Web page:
Let’s imagine the purchase of a business in the context of something we’re all familiar with – an evening out say.
Imagine, you’ve been to the cinema, or the pub, or even the theatre. What happens next? Well, eventually the goal is to get home.
Getting home is crucial, but it’s not something you will dwell unless it is catastrophically bad. The same goes for the final step in the purchase of a business.
In that context, the signing of the completion documents represents the curtain fall in the theatre, the credits at the cinema. You, as the buyer, need to bring it home.
So, what does a buyer have to consider once he has signed the sale agreement?
Well, here are a few points:
If you are buying a company or a limited liability partnership, it is crucial that you lodge all of the necessary forms (removing the previous directors (if appropriate) and changing the registered office of the company etc.). Depending on the transaction, you may also have to notify other regulatory bodies.
If you have bought a company by way of share purchase, you may need to pay stamp duty. If it is payable, this duty needs to be paid to HMRC on time, otherwise a late payment penalty may be imposed.
It is often overlooked but following a purchase, not only is it important to make sure that the public register at Companies House reflects the new structure of the company, it is also crucial to make sure that the statutory registers of the company are:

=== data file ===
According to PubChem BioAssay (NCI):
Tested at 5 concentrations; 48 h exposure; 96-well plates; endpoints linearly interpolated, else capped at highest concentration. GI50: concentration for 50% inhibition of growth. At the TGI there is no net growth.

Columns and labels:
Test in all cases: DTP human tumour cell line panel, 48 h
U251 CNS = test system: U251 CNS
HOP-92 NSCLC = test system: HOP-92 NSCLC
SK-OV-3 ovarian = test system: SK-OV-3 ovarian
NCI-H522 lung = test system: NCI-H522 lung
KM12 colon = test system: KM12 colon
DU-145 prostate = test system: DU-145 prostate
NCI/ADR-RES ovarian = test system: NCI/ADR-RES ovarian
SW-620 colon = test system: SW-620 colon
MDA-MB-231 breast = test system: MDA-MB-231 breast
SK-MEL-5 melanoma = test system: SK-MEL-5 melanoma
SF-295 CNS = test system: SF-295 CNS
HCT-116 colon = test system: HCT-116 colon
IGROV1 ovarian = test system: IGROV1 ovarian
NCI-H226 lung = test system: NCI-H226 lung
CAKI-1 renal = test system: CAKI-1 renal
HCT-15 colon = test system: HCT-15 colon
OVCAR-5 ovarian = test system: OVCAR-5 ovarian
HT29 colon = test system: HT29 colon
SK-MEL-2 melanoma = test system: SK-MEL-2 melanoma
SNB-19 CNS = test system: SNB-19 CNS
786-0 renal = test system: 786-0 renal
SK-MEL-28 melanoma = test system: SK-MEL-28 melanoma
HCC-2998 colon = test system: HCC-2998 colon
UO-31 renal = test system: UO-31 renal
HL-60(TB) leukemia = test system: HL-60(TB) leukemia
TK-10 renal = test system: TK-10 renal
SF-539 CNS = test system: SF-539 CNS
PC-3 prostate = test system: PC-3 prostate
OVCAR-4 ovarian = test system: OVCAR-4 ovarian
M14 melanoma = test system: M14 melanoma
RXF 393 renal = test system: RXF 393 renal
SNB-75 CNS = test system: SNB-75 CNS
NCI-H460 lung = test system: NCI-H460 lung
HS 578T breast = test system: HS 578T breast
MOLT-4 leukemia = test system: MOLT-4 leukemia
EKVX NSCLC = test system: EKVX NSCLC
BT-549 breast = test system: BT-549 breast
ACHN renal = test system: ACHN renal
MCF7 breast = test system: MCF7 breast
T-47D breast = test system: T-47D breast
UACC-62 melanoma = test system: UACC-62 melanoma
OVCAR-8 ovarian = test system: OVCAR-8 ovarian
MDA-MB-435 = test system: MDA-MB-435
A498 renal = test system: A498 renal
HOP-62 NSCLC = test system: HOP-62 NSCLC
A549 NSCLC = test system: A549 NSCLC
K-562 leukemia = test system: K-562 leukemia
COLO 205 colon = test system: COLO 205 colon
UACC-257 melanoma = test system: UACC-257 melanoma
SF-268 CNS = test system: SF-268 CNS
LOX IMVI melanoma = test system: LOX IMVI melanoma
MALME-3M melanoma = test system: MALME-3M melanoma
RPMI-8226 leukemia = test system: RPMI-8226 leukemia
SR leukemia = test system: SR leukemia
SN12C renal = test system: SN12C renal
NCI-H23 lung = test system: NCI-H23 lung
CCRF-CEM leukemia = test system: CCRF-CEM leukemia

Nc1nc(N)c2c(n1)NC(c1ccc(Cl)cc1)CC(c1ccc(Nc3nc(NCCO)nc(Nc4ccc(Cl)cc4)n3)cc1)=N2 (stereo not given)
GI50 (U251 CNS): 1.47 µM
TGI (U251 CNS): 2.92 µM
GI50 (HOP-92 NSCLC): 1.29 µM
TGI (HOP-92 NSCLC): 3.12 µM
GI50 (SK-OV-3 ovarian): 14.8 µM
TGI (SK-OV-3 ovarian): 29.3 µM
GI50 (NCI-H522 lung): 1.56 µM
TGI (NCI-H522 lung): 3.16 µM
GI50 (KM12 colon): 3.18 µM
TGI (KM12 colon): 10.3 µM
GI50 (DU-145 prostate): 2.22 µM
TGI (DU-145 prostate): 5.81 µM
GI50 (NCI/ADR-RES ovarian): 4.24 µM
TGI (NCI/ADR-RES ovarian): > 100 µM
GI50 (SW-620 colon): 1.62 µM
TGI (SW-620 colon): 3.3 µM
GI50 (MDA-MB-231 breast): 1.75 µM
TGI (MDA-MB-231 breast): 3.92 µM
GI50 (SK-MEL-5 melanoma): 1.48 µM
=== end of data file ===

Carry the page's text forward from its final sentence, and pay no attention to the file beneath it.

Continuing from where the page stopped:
- in your possession; and
- have been updated.
In past blogs, we have mentioned the concept of warranties within the sale agreement (statements given by the seller confirming that a certain situation exists within the company (which may be qualified through the disclosure exercise)). In the post-completion period, the buyer should take some time to make sure that the warranties genuinely do reflect the state of the company. On this note, it is crucial for the buyer to be aware of any limitations (in terms of time and amount) which warranty claims are subject to, should they discover an inconsistency with the warranties.
- Completion Accounts – It is often the case that a sale agreement will include an obligation for completion accounts. These are accounts drawn up at, or shortly after, completion determining the final consideration. A buyer must consider how and when these are to be compiled.
Deferred Consideration – A buyer must also keep in mind any future payments they have to make to the seller:
- Does the sale agreement require the buyer to pay the seller at further points in the future?
- Is the amount that the buyer paid, or is going to pay, dependent on certain financial / performance targets of the business being reached?
- Is the buyer aware of what steps to take with these payments should the business not achieve the targets or the buyer has made a warranty claim?
If you are considering purchasing a business, please contact our corporate transaction team on 01383 721 621.
Steven Wicks – email@example.com
Angus McGuire – firstname.lastname@example.org
Alan Stalker – email@example.com